Businessman worried about his hearing los at work

For just a minute, picture that you have a job as a salesperson. Today, you’re on a very important call with a potential client. Numerous agents from their offices have come together to discuss whether to employ your company for the job. All of the various voices get a bit jumbled and difficult to understand. But you’re fairly certain you got the gist of it.

Turning the speaker up just makes it sound more distorted. So you simply make do, interpreting what’s being said the best you can. You’re really good at that.

As you listen, the voices sound specifically muffled for around a minute. This is the point where the potential client says “so exactly how will your firm help us solve this?””

You freeze. You have no clue what their company’s issue is because you didn’t hear the last portion of the conversation. Your boss is depending on you to seal this deal. So now what?

Do you request they repeat themselves? They’ll think you were distracted. What about relying on some slick sales jargon? No, that will be too conspicuous.

People go through situations like this every day when they are at work. They try to read between the lines and get by.

But how is neglected hearing loss actually affecting your work as a whole? Let’s find out.

Lower wages

The Better Hearing Institute surveyed 80,000 individuals utilizing the same method the Census Bureau uses to get a representative sampling.

People who have disregarded hearing loss earn, on average, $12,000 less per year.

Hey, that’s not fair!

Hearing loss effects your general performance so it’s not hard to understand the above example. The deal couldn’t be closed, unfortunately. Everything was going great until the client thought he wasn’t listening to them. They decided to work with a company that listens better.

His commission on this contract would have been more than $1000.

The situation was misinterpreted. But how do you think this affected his career? If he was wearing hearing aids, think about how different things might have been.

On the Job Injuries

Individuals who have neglected hearing loss are nearly 30% more likely to sustain a significant workplace injury according to a study carried out by the American Medical Association. Studies also show a 300% increased chance of having a significant fall and winding up in the emergency room.

And it might come as a surprise that people with minor hearing loss had the highest risk among those who have hearing loss. Perhaps they don’t realize that hearing loss of any type impairs a person at work.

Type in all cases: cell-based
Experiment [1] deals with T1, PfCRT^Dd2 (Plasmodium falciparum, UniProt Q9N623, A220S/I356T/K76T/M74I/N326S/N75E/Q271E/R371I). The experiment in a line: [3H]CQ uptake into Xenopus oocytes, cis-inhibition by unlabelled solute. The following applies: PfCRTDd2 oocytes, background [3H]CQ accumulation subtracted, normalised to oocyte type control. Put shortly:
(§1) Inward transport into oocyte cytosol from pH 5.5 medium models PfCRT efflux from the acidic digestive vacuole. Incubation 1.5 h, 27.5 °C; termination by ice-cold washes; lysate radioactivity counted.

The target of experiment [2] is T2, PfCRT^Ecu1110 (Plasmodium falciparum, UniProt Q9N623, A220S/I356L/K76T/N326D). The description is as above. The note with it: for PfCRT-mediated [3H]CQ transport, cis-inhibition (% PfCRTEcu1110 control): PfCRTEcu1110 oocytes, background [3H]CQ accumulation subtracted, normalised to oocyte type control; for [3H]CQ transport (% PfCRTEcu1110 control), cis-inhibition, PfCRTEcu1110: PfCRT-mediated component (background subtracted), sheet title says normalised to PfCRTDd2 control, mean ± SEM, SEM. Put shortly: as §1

Even if you have hearing loss, you can still have a successful career

You have a lot to offer an employer:

  • Personality
  • Confidence
  • Experience
  • Empathy
  • Skills

Hearing loss shouldn’t dominate these. However, that doesn’t mean it won’t be a factor. It could be impacting your job more than you realize. Take measures to reduce the impact like:

  • Speak up when a job is beyond your abilities. Your boss might, for instance, ask you to go and do some work in an area of the building that can be really noisy. Offer to do something else to make up for it. In this way, it will never seem like you aren’t doing your part.
  • Be aware that you’re not required to reveal that you have hearing loss during an interview. And it’s not okay for the interviewer to ask. Conversely, you might need to consider if your neglected hearing loss will affect your ability to interview well. You will most likely need to inform the interviewer of your condition if that’s the case.
  • Ask for a phone that is HAC (Hearing Aid Compatible). The sound goes straight into your ear instead of through background noise. In order to utilize this technology you will require a hearing aid that’s compatible.
  • Keep a well lit work space. Even if you don’t read lips, being able to see them can help you make out what’s being said.
  • Requesting a written overview/agenda before a meeting. Discussions will be easier to keep up with.
  • Face people when you’re speaking with them. Try to keep phone conversations to a minimum.
  • Write a sincere accommodations letter to your boss. By doing this, you have it in writing.
  • Use your hearing aids while your working every day, at all times. When you do this, many of the accommodations aren’t necessary.

Working with hearing loss

Even if you have slight hearing loss, it can still impact your performance at work. But many of the obstacles that neglected hearing loss can pose will be solved by having it treated. We can help so contact us!

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